I’ve written before about my overwhelming admiration for Virginia Woolf’s novel “The Waves.” One thing which makes this novel so extraordinary is the grace with which Woolf captures the full lifespan of her characters and compresses the warm core of them into tightly-knit, terse chapters. Mary Costello does something similar in her short, poignant novel “Academy Street” which follows the life of an Irish girl named Tess from an early age being raised at a farm till her much later years living in New York City. Each stage is presented with the unique quirks which accompany any individual’s life – yet the sentiment found there acquires a universal meaning and becomes familiar. During the journey the reader is held so close to Tess’ point of view it’s as if you are living it fully alongside her witnessing her most crucial moments while being privy to her innermost thoughts. Carried along by Costello’s delicately handled compressed narrative, I was moved by this story particularly for the way it meaningfully represents the plight of a person who feels in her innermost being so quintessentially alone.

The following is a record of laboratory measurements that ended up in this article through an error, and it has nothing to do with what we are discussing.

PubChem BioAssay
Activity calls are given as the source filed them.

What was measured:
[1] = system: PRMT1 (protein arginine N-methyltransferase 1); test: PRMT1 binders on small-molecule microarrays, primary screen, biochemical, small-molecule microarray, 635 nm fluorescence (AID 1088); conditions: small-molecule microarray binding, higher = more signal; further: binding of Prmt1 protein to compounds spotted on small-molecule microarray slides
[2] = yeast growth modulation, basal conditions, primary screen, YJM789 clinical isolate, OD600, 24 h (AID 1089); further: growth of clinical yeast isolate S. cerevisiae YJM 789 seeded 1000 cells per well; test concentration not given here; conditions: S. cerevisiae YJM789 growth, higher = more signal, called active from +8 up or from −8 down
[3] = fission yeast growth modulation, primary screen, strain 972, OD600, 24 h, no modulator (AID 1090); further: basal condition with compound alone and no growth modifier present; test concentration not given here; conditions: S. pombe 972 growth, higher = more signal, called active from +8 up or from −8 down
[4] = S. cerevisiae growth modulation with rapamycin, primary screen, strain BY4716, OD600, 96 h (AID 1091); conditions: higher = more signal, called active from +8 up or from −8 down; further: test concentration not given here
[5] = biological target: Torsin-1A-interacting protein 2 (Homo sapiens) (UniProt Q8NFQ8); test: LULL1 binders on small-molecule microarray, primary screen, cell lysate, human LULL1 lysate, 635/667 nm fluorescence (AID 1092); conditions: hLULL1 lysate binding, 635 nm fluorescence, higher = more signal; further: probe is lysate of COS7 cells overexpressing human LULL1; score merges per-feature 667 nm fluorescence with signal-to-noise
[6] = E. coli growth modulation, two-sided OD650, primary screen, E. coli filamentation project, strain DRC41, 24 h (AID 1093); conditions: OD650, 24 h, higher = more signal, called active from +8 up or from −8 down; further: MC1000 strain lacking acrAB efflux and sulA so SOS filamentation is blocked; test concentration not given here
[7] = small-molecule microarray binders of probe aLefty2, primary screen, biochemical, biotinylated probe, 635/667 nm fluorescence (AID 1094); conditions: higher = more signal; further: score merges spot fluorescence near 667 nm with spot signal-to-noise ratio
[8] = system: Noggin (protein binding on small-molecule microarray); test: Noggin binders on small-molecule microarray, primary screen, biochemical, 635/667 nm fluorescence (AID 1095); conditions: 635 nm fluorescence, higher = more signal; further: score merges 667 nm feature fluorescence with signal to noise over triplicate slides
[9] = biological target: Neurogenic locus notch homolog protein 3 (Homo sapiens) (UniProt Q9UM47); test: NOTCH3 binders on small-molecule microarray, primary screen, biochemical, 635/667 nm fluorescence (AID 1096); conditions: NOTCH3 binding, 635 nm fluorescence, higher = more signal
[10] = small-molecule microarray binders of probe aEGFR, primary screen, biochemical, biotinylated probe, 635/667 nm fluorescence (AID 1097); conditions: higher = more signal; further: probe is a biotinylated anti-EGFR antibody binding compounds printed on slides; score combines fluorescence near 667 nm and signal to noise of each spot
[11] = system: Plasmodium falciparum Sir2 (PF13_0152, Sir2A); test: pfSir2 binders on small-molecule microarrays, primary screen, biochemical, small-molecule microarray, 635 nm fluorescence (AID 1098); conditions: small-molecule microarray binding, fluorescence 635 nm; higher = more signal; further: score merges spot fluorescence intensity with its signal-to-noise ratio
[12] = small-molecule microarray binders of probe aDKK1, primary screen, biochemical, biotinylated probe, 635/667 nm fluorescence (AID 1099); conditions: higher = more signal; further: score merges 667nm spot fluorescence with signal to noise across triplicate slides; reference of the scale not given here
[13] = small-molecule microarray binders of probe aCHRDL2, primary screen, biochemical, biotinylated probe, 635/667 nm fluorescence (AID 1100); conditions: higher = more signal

The narrative is so deeply couched in Tess’ mind it’s as if anything else in the external world is only seen through the window of a fast moving train. Now and then it alights upon some solid physical objects and the connection Tess makes then is so deeply profound it is almost spiritual. As Tess grows into adolescence it’s observes “Lately the thought that all the things around her, the things that matter, and move her – the trees and fields and animals – have their own lives, their own thoughts, has planted itself in her. If a thing has a life, she thinks, then it has a memory.” It’s an extraordinary way to present the concept of projecting feeling outward into the world so that objects are granted consciousness and memory.